Review your risk assessment regularly to ensure that it remains relevant and appropriate under changing circumstances. Risk assessments should take account of other risks and ensure controls implemented for coronavirus do not increase risks due to other hazards.
Employers have a legal duty to consult employees and unions on health and safety. Workers should be involved in assessing workplace risks, and in the development and review of workplace health and safety policies in partnership with the employer. Employees should be encouraged to identify, speak up, and provide feedback on risks and control measures.
We recommend you consider the following when conducting a coronavirus risk assessment:
- risks to workers, passengers, customers, and the public, along with the control measures required
- the impact of control measures and whether they result in additional, different risks or non-compliance with other requirements (for example health and safety or equalities legislation)
- applying the hierarchy of controls set out in the Management of Health and Safety at Work Regulations 1999 to control risk in a prioritised way
- consultation with workers, or bodies representing workers, and the public
- the visibility of the results of any risk assessment
- service providers have duties towards individuals with protected characteristics
- transport networks should be accessible to everyone
- individuals should be supported to comply with social distancing
- all equality and discrimination laws continue to apply
- organisations need to ensure that the actions taken as a result of the assessment do not disproportionately impact those with protected characteristics
- consideration should also be given to other groups needing additional support to travel safely, such as minors and vulnerable people
The airport, aircraft operator or other relevant parties need to conduct risk assessments to determine what the risks are and how to go about risk control.?Risks should be reduced to the lowest reasonably practical level by taking preventative measures in order of priority.
In the following order of priority, risks should be:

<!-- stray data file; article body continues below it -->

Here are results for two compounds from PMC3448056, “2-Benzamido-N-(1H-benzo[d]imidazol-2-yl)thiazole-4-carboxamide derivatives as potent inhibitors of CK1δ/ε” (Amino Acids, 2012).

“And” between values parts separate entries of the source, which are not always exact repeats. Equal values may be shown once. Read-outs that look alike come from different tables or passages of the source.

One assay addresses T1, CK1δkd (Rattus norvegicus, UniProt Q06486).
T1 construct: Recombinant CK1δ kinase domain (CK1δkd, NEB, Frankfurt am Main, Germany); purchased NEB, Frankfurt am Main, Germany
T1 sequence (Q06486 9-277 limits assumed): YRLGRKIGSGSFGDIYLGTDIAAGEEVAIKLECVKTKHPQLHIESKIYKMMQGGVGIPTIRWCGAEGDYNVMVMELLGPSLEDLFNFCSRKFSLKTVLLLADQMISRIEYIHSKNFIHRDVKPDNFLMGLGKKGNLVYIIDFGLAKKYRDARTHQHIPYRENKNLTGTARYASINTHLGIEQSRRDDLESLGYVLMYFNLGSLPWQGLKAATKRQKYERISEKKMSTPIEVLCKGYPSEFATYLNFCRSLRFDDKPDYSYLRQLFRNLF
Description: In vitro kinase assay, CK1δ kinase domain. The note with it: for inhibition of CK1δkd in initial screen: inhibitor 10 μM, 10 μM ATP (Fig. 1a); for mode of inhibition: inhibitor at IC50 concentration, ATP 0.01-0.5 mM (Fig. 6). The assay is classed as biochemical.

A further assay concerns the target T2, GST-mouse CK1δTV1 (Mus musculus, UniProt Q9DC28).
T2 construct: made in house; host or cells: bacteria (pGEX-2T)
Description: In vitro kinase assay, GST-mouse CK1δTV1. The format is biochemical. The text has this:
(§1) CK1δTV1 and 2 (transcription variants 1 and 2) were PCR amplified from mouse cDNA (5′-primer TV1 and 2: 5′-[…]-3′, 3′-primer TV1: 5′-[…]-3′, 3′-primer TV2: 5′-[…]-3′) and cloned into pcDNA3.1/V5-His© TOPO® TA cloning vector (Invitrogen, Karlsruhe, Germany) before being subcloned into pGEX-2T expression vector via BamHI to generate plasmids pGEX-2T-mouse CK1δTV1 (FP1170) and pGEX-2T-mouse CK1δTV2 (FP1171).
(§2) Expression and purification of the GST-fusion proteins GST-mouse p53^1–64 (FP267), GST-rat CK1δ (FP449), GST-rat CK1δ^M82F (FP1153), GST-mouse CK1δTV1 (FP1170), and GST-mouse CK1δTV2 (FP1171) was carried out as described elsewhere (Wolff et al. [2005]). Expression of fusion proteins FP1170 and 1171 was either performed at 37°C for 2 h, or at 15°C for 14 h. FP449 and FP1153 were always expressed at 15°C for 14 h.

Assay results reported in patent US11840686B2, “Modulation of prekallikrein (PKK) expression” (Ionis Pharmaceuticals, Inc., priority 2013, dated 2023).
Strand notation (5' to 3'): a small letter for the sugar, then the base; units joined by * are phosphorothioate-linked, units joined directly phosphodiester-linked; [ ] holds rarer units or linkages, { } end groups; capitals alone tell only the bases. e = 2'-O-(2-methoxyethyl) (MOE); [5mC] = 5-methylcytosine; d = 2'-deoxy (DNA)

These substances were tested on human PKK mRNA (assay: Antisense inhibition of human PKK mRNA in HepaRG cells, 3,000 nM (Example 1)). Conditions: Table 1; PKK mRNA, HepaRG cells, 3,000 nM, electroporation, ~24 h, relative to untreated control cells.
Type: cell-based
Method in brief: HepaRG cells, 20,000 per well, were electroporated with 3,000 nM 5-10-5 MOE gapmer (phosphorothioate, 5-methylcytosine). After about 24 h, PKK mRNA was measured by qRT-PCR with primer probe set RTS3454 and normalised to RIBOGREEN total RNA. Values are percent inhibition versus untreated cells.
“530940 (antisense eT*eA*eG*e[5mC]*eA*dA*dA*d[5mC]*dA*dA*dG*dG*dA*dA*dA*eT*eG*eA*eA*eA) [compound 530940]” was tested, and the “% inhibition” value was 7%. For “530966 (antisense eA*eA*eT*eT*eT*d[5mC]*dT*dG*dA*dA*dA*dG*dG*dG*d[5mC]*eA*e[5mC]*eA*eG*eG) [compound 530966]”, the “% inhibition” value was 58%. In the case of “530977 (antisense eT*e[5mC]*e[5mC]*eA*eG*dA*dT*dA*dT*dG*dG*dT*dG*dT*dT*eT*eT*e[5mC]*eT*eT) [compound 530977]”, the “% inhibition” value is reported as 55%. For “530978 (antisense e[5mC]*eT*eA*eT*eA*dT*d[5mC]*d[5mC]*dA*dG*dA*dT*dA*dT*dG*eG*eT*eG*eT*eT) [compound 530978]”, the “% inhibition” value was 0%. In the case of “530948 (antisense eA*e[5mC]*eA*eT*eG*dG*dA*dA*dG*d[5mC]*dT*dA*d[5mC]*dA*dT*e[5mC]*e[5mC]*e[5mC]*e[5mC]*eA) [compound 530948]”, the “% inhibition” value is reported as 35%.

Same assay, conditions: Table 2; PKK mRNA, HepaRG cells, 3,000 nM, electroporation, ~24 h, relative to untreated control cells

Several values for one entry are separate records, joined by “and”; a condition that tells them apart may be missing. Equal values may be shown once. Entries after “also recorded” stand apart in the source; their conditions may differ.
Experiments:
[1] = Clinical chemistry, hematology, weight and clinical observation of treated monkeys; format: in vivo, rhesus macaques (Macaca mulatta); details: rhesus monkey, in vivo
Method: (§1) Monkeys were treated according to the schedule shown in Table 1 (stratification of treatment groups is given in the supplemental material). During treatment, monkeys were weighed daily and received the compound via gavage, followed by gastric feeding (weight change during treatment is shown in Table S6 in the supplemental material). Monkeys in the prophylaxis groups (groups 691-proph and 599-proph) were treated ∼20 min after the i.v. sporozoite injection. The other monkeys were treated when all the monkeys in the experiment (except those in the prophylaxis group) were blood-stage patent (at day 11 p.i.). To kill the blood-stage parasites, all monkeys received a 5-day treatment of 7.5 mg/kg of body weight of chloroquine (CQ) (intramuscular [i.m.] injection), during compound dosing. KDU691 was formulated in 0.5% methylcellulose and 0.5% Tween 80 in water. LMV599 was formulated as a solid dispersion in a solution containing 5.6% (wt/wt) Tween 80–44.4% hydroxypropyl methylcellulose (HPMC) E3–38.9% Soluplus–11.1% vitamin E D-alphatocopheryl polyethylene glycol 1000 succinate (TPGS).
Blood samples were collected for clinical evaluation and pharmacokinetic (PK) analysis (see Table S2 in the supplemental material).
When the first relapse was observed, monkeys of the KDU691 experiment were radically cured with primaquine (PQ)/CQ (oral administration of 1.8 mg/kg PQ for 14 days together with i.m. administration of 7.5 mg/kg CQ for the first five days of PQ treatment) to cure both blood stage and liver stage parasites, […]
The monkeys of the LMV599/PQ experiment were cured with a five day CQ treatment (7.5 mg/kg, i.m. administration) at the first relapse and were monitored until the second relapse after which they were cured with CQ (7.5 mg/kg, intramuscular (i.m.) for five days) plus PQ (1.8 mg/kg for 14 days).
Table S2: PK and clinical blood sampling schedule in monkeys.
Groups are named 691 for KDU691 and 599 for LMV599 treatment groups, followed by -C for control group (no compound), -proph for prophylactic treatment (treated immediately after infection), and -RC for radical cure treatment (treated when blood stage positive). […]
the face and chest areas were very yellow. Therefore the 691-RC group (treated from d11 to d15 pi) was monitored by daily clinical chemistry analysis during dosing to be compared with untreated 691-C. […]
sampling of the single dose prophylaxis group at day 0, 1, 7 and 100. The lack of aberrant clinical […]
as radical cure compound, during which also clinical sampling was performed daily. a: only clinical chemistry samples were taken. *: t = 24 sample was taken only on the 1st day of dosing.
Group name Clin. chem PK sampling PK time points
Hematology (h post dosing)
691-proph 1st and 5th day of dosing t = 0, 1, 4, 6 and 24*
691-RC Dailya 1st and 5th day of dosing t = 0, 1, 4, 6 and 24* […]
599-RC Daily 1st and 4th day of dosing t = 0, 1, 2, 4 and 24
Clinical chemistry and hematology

- controlled through substituting materials or processes with less hazardous ones
- controlled through engineering means
- controlled through identifying and implementing procedures
- controlled through using individual protective measures such as gloves and face masks if all other measures have been implemented and residual risk remains
In line with HSE guidance, it is important to follow this order of priority rather than simply jump to what may seem the easiest control measure to implement.
If your risk assessment shows that personal protective equipment (PPE) is required, then you must provide this PPE free of charge to workers who need it. Any PPE provided must fit properly. This document includes specific guidance on measures for security staff in aviation.
Risk assessments should consider communication with passengers, where relevant, making it as straightforward as possible for passengers to comply with measures, and giving passengers and the wider public the information they need to have confidence in the public health measures implemented in the aviation sector.
It is important to note that the obligations to provide assistance to disabled people and people with reduced mobility, as set out in Regulation (EC) 1107/2006, remain in place. Guidance to both airports and airlines on the provision of special assistance has been produced by CAA and ECAC. Organisations need to ensure that actions taken to control risks of corona